Finegan reorganized the City Attorney’s Office for the first time in almost 20 years, providing enhanced service, greater accountability and over a $1 million in budget savings largely by reducing the City’s outside legal costs. Under his leadership, the City settled the longstanding Spy Files case and ensured the intelligence files would be archived in the Denver Public Library and ultimately available to the public. He was an integral part of the task force to enhance civilian oversight of the Denver Police Department, providing critical assistance in the development and implementation of numerous safety reforms. As Chief of Staff, Finegan organized the Financial Management Task Force that proposed key modernizations to the City’s antiquated financial structures which will appear on the November ballot. He currently serves as the co-chair of the Downtown Area Plan, bringing together business and community leaders to shape a comprehensive vision for downtown Denver’s next two decades.


Previously a partner at the Denver-based Brownstein Hyatt and Farber law firm, Finegan specialized in municipal law, land use issues, regulatory and administrative matters, and election law. Earlier in his career, he served as Chief Legal Counsel and Director of Policy and Initiatives for Colorado Governor Roy Romer. In these capacities, he handled the Governor’s legal matters, advised the Governor on judicial appointments, and supervised a policy development staff of 60 people working on economic, environmental, health care, energy, telecommunications, transportation and education policy issues.


Finegan also worked on Capitol Hill as Chief Legislative Assistant and Chief of Staff to U.S. Representative Jim Jones of Oklahoma, then Chairman of the U.S. House of Representatives’ Budget Committee.


Finegan’s community involvement includes serving on the Denver Public Schools Foundation Board of Directors and as a member of the Colorado I Have A Dream Foundation Board of Directors. He is a past member of the State Board of Agriculture, the State Board of Colleges, the Auraria Higher Education Center Board, the Rocky Mountain Mutual Housing Association Board, and the Greater Denver Corporation Board.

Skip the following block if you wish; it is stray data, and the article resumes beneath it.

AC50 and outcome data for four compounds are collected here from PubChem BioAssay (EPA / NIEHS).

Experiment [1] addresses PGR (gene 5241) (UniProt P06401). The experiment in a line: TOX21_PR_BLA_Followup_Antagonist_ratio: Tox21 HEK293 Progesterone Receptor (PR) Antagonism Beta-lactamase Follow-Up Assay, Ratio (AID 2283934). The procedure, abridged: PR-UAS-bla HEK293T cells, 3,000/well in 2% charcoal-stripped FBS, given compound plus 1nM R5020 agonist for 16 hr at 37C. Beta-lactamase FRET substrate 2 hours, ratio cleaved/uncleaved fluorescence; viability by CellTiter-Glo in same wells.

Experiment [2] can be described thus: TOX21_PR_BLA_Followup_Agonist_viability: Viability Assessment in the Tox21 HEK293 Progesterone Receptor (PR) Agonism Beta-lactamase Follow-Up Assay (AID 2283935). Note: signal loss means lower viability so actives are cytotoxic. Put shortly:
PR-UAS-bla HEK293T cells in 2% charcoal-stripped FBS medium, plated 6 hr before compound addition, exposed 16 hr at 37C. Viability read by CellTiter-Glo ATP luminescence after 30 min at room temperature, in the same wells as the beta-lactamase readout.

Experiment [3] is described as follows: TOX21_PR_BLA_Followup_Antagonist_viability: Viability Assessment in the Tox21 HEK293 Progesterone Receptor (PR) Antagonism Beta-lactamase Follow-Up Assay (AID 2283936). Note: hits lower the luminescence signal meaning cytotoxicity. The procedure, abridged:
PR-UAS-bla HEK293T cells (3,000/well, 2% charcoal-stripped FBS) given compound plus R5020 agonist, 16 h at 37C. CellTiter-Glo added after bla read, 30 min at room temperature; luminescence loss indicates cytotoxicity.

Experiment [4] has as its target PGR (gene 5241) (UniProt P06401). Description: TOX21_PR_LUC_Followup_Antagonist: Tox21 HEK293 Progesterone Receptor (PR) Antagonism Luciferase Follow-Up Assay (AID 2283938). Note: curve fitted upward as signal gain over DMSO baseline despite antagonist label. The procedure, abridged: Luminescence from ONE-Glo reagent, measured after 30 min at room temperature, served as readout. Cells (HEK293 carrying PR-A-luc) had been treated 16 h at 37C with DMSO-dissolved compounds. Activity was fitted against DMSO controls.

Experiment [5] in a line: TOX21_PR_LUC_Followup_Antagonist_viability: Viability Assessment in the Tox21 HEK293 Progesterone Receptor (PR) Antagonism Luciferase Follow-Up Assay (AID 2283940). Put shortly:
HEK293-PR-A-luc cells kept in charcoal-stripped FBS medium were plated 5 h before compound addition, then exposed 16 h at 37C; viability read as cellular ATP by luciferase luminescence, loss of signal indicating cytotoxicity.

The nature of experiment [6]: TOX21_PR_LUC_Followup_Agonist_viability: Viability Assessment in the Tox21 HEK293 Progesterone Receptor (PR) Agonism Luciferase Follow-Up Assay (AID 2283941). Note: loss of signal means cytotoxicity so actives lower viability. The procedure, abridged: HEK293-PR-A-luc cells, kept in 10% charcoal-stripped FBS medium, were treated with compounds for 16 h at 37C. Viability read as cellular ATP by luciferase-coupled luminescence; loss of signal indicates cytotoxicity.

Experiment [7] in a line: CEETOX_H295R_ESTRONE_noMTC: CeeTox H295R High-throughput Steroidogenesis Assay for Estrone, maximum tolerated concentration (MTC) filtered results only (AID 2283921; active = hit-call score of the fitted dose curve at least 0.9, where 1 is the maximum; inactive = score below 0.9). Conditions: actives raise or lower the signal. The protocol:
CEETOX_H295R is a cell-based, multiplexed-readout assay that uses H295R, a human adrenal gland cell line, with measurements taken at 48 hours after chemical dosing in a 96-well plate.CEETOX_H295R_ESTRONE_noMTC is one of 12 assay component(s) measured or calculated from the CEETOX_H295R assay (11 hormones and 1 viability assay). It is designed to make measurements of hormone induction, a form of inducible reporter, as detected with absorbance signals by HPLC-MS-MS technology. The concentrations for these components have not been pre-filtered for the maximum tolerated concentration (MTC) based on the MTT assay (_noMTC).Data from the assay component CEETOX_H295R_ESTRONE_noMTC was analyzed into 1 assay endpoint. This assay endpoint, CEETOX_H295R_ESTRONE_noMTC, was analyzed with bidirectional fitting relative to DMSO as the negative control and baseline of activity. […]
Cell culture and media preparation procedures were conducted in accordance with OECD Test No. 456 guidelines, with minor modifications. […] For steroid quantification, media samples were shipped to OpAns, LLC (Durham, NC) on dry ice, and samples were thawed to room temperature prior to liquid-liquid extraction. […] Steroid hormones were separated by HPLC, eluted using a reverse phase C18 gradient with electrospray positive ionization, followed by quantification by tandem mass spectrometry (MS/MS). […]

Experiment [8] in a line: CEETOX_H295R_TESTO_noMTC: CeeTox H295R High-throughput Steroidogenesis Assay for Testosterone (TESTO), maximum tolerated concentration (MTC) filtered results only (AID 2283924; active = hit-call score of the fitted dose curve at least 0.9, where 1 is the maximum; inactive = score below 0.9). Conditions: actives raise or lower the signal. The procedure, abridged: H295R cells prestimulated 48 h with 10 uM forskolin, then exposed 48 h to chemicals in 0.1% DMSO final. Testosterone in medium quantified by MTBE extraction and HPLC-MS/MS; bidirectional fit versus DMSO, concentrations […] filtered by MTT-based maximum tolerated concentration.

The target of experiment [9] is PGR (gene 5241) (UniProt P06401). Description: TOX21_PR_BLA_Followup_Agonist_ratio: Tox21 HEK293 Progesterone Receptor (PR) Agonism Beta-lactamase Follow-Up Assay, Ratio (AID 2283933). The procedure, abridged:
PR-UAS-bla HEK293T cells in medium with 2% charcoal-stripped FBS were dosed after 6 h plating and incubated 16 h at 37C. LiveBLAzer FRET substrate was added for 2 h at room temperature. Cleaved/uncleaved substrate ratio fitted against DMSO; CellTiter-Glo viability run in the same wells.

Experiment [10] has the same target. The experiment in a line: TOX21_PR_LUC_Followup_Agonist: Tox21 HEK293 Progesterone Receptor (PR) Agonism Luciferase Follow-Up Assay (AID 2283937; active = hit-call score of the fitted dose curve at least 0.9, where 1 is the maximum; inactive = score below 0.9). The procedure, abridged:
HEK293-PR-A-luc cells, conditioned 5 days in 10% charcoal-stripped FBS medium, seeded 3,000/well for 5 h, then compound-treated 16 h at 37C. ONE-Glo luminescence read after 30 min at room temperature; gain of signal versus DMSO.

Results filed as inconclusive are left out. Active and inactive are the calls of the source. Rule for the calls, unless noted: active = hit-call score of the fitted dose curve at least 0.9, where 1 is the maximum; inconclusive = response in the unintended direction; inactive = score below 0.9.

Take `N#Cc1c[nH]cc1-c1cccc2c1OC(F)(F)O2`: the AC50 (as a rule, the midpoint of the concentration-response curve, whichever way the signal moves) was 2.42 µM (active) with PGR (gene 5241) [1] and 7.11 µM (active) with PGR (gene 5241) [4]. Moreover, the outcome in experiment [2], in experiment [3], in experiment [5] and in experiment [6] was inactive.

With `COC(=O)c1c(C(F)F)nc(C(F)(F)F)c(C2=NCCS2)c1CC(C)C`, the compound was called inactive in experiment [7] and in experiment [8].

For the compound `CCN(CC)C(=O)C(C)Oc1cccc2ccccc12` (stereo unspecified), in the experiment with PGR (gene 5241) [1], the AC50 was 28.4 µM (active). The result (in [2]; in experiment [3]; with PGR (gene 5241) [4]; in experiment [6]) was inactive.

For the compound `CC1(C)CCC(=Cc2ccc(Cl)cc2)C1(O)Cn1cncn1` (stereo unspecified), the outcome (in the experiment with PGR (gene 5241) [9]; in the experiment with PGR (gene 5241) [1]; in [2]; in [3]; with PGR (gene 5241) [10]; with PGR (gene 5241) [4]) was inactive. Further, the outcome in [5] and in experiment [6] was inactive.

Finegan received his bachelor’s degree from the University of Notre Dame and his law degree from Georgetown University, where he worked for The Tax Lawyer Law Review.


Chief of Staff: Kelly Brough
In August 2005, Hickenlooper appointed Brough as deputy chief of staff for Accountability and Reform, a capacity in which she has overseen the development and implementation of the 3-1-1 customer service system, the most sweeping citywide technological and operational innovation in the history of Denver.


She previously served two years as director of Denver’s Career Service Authority, where she established a framework to transition the City’s human resources staff to a culture based on service delivery and focused on outcomes. She led the development of a compensation philosophy and long-term strategy, shifting over 8,600 City employees to a full pay-for-performance system. Under her leadership, CSA trimmed the human resources budget by 20% while enhancing the value of services provided, developed new human resources rules to provide flexibility and better meet the operational needs of the City, and revamped the communications strategy to improve internal information flow to employees.